There is no right answer to this one. At this point, if you haven’t explored a lot of coffee yet, most of your coffee is probably around a medium-dark or full city+ roast. This roast level is popular because it yields many pleasant aromas and flavors in nearly every origin and is quite consistent. Most people will like most coffees at a medium-dark roast. There’s a reason for that. As a roast progresses, you begin to lose the characteristics of the origin of your bean and gain characteristics of dark chocolate, caramelized sugars and even further you’ll get charred and carbonized characteristics. With these darker-roast characteristics, it doesn’t matter where the bean came from, caramelized sugar is caramelized sugar. Things start to taste the same. There’s nothing wrong with this roast level, I’m simply illustrating a point. I would encourage everyone to explore a lighter roast and experience the unique qualities of your coffee. I chose the Colombian and Burundi as my first products because of the qualities they have at a medium roast. The Colombian presents a bright acidity, which could easily be mistaken as sour to a newcomer, which contributes many citrus and herb-like qualities. We call the Burundi a crowd-pleaser because it has a natural sweetness which creates a very balanced, smooth flavor. Most people who try this tell me “it’s amazing because it is so smooth”. I agree, and that makes the Burundi an easy drinker, but it lacks the complexity of the Colombian which is why I choose the Colombian. Trying different roast levels will help you learn a lot about your coffee preferences, and if in the end, you go back to your medium-dark roast, you’ll know it’s because that’s what you really love.
Cupping is the process used to taste coffee, and by taste I mean, really taste coffee. This is how we get all of those cool little descriptions of coffee about how they taste like dandelions, dragon fruit, and roasted marshmallow. The coffee isn’t actually flavored, it just means there are aromas and flavors that are similar or may remind you of these things. Your coffee will still taste like coffee. Honestly, for the most part, you can safely ignore all of these “cupping notes”. They are completely subjective. I’ll probably get a lot of heat for this particular section, most of my coffee opinions actually, because people really are passionate about defining the flavors of coffee. On my product pages, you will see my own very brief cupping notes. I really do love really tasting my coffee, I just choose not to be a nerd about it. I would be happy to discuss in detail how I feel about any of my products, but what really matters to you is how you feel about them. If you’re curious about your coffee, I highly recommend doing a formal/semi-formal cupping. It can actually be a lot of fun, especially when shared with a friend. But if you just like the feeling you get when your coffee hits your tongue and you don’t know why, that’s perfectly fine.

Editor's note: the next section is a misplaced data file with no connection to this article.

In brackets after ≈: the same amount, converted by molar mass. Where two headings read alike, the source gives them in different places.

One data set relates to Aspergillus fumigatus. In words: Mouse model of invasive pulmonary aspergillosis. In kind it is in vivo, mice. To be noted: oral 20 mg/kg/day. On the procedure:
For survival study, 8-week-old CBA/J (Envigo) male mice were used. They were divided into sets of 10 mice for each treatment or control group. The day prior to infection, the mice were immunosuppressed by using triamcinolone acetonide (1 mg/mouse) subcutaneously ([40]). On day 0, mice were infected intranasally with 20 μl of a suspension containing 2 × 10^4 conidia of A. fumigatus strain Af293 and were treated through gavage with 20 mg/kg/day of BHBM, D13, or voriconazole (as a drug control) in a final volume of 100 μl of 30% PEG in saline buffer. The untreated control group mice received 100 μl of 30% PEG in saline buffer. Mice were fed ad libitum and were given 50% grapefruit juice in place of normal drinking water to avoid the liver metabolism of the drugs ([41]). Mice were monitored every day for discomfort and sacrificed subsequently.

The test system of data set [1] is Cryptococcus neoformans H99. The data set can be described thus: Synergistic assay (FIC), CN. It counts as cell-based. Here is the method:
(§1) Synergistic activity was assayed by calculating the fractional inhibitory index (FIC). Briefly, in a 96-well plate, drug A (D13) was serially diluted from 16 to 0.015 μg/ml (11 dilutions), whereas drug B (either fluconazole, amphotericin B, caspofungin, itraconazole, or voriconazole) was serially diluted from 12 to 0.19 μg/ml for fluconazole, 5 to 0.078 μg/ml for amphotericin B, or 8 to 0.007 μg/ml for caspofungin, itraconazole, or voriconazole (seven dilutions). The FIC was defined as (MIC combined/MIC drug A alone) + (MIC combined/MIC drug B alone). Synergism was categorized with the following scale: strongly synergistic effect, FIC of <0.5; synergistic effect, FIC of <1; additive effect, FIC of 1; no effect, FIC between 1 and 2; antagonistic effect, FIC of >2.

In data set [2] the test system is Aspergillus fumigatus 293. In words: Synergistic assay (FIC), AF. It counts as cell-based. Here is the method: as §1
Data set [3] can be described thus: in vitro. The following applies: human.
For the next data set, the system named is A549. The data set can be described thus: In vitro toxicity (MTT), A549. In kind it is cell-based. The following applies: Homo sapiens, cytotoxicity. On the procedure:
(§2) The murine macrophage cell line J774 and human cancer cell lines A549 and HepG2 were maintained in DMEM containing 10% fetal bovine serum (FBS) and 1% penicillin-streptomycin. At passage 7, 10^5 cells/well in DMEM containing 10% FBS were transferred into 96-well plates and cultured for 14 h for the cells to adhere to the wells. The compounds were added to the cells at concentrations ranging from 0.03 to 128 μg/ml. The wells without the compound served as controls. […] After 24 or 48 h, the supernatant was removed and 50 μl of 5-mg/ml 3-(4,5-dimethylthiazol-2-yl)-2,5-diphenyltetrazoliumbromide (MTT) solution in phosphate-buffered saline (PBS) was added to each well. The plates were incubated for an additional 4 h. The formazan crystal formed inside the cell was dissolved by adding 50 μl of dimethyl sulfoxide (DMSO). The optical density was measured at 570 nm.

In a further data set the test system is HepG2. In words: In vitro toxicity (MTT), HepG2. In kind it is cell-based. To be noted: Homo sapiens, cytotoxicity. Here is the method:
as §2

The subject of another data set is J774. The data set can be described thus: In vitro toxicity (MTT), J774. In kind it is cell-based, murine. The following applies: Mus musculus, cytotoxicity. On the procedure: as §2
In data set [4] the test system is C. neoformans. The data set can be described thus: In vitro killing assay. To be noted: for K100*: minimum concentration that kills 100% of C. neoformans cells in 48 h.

Be sure to leave a comment or shoot me an email with any questions you have or if you just want to talk coffee. I really do have a desire for total inclusiveness in the coffee community despite my, at times, dry and cynical humor and jabs at certain preferences. What I truly enjoy the most is pairing people with their own special way of coffee.
Stop byÂ our shopÂ to start exploring with freshly roasted Colombian and Burundi beans. Also, stop by and like our facebook page to stay up to date on blog posts like this and our latest products. We are going to be bringing many more products your way to include origins from around the world so stay in touch!